Villages of Bali

The idea of balance is central to Balinese philosophy and way of life. Nature and Man meet and complement each other.

The villages are a study in order. Hidden behind the same mud walls, there will be the same red tiles of the same family pavilions with, again thirty meters apart, the same thatched puppet houses: the family temples (sanggah/merajan). Then, there will be a big tree, two slit logs hanging from its branches, with a couple of shrines under its shade and a nearby hall: the banjar (neighbourhood) community hall. An atmosphere of calm, order and collective belonging prevails.

The basic Balinese territorial unit is desa (village), whose surface covers both the wet land of the ricefields, and the dry land of the compounds and related gardens, temples and roads. To the wet land, correspond the irrigation units or subak, and to the dry and inhabited land, the community wards or banjar, each with their temples and organisations.

The Balinese desa (village) is typically host to a set of three village temples, the kahyangan tiga, each related to a focal aspect of the village's symbolic life: the origin with pura puseh (navel temple) located mountainward, where the tutelary gods of the village and its founders are worshipped; the territory itself with the pura desa, located in the centre of the village, where meetings of the village assembly and the rituals of fertility are held; the temple of the ded (pura dalem), located down ward, where the forces of death and the netherworld are worshipped, and near which burials take place. Besides these territorial temples, there is also a temple for each banjar (bedogol or pura banjar), a temple for each subak, and the various temples of the local sub - clans (pura dadia or pura panti), each of which with its own calendar of festivals.

All temples of the kahyangan tiga are of paramount importance in the local rituals. Most ceremonies, at the level of the household or of other local temples, cannot take place before a "notification offering" (pejati) of the kahyangan tiga. The most important though, is arguably the pura desa, or village territorial temple, as evidenced by the honor shown to its god, the Batara Desa, who is usually given the forefront position during the village processions of gods. The village community (desa pekraman) corresponds in practise to the congregation of the pura desa, whatever the other affiliations. It is headed by the bendesa adat.

Much of the ritual work at the village level is shared among the various banjar, for example, one banjar may look after the pura desa for the upcoming festival and another banjar for the next one. Each banjar redistributes the work entrusted to it to its vision of the kelian banjar or neighbourhood headman. No ritual activity can normally take place without the latter's involvement and participation.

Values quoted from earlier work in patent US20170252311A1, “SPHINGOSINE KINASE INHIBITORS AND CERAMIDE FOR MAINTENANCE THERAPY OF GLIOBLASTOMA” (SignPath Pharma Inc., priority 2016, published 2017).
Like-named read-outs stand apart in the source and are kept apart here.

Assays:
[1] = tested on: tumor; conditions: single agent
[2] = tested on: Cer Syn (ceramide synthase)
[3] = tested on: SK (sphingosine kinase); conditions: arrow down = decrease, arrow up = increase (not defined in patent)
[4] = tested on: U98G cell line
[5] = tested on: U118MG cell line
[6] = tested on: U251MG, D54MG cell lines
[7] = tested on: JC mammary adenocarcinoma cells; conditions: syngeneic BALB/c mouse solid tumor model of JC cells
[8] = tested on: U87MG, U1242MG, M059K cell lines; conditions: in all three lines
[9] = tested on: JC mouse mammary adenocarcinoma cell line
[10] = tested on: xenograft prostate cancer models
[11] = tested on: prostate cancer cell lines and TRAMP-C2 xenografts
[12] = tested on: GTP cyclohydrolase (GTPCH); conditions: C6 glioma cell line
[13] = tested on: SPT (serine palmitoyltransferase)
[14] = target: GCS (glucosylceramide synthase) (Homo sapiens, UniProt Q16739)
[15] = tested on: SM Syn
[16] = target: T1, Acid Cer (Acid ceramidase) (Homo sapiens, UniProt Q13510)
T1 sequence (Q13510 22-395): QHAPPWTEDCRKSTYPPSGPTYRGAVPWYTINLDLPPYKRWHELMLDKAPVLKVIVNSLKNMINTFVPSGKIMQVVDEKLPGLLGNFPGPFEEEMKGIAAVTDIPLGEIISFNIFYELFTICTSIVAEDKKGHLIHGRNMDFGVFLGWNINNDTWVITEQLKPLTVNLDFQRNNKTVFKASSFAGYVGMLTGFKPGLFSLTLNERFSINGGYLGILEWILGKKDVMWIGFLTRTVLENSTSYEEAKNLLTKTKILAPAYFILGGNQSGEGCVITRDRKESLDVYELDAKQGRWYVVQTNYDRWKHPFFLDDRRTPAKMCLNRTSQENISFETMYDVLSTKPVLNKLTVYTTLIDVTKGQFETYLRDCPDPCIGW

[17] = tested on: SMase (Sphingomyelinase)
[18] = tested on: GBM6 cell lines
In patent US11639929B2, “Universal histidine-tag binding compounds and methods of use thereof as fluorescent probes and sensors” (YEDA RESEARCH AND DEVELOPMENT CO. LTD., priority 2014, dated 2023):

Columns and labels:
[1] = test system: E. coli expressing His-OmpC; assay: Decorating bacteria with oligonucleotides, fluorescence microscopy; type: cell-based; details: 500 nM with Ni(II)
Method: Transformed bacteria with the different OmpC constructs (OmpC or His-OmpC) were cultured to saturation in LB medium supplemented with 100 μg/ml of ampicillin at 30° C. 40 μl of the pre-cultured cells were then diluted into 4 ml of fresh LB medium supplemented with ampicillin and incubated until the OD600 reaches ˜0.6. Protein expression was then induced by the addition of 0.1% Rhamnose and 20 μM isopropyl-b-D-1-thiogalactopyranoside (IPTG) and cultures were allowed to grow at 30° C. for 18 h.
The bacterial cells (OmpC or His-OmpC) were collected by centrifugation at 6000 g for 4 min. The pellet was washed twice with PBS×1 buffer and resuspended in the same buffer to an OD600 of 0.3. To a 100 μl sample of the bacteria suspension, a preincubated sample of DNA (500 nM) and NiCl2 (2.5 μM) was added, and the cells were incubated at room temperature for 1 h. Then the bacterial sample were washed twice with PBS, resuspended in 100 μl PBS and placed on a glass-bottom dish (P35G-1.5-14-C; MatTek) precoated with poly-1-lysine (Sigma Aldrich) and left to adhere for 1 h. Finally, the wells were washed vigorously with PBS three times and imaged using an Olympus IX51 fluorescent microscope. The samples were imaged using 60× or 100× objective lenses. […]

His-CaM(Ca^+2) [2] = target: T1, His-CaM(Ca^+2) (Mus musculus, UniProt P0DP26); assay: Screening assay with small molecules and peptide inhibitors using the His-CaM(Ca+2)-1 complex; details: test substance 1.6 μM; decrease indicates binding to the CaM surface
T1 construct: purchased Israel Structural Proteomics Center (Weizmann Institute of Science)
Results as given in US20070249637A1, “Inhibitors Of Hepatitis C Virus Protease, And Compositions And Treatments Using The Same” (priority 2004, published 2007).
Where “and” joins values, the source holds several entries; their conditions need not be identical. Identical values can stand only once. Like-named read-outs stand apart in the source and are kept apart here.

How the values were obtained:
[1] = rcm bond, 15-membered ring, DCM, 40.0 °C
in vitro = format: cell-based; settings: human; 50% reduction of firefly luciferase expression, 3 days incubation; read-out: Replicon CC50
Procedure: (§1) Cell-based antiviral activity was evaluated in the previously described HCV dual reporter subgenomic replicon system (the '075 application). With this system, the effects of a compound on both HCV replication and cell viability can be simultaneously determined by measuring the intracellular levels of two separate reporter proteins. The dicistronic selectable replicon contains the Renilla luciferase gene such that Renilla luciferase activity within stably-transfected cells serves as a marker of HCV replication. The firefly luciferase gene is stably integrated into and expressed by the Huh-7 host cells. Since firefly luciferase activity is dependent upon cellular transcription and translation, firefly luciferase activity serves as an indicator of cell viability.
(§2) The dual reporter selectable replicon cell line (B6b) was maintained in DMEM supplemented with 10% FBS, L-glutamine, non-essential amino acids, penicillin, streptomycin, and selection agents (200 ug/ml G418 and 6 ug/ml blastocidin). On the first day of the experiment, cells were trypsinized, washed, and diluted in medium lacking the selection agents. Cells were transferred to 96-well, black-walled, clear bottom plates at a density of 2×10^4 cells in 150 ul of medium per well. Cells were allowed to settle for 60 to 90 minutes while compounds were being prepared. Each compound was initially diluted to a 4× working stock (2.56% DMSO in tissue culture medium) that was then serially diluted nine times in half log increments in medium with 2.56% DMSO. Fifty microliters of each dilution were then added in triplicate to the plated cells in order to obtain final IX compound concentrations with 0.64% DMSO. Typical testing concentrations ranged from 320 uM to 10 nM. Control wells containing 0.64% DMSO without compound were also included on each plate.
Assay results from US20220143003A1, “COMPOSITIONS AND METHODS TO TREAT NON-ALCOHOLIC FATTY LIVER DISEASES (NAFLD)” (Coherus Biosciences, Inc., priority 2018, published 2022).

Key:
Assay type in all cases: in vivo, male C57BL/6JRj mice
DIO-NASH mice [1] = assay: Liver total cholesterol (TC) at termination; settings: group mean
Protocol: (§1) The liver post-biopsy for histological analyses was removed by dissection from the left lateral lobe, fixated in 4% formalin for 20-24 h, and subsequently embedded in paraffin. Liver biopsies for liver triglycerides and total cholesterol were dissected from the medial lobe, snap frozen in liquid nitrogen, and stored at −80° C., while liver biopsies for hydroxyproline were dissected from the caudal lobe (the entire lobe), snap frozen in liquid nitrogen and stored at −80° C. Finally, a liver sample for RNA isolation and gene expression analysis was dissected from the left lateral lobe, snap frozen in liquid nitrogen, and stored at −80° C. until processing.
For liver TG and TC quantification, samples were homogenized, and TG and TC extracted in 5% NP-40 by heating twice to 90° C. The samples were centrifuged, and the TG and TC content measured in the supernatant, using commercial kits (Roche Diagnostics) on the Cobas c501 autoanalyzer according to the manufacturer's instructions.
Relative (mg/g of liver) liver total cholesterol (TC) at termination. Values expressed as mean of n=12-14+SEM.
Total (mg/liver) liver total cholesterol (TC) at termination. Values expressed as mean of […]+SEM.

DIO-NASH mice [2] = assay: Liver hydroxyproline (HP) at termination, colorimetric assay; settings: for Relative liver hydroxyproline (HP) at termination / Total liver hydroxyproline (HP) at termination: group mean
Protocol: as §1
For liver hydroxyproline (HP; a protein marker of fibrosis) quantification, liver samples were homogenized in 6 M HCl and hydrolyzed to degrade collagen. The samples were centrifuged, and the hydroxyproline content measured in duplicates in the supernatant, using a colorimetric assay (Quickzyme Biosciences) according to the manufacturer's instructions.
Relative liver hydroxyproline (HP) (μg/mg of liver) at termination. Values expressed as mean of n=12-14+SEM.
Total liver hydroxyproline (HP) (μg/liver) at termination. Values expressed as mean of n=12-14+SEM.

The banjar is a grouping of anything between fifty and two hundred individual compounds. The word banjar originally referred to a row of houses, thus to the physical clustering of compounds into a neighborhood, with a temple and a community. Nowadays, most of these banjars have split, and the banjar community is no more strictly territorial. Two banjars can occupy the same territory, and banjar members sometimes live kilometres away from the core of community.

The banjar makes up an association called the "banjar suka duka" or "the association for the sharing of joy and pain" This refers to the function played by the group in the performing of specific social services or work the ayahan within the larger structure of the village (desa). These bonds are arguably the most important of all found in the network of village associations.

The basic social unit of the banjar is the couple (pekurenan). Only married couples are full banjar members and subjected to the banjar rights and obligations. The decisions are taken by the assembly (sangkep) of the banjar's male members, the krama banjar, which usually takes place every 35 days. The decisions are taken on the basis of unanimity, The banjar is now, since 1979, the lowest administrative structure of the national administration, directly under the authority of the perbekel / lurah (supra - village head) and beyond the traditional village headman (bendesa adat). There are also two types of kelian banjar, the kelian dinas, who is in charge of the administrative aspects of the banjar life, and the kelian adat, who looks after the customary aspects in collaboration with the bendesa adat. They usually work hand in hand, unless the two roles are assumed by the same person.

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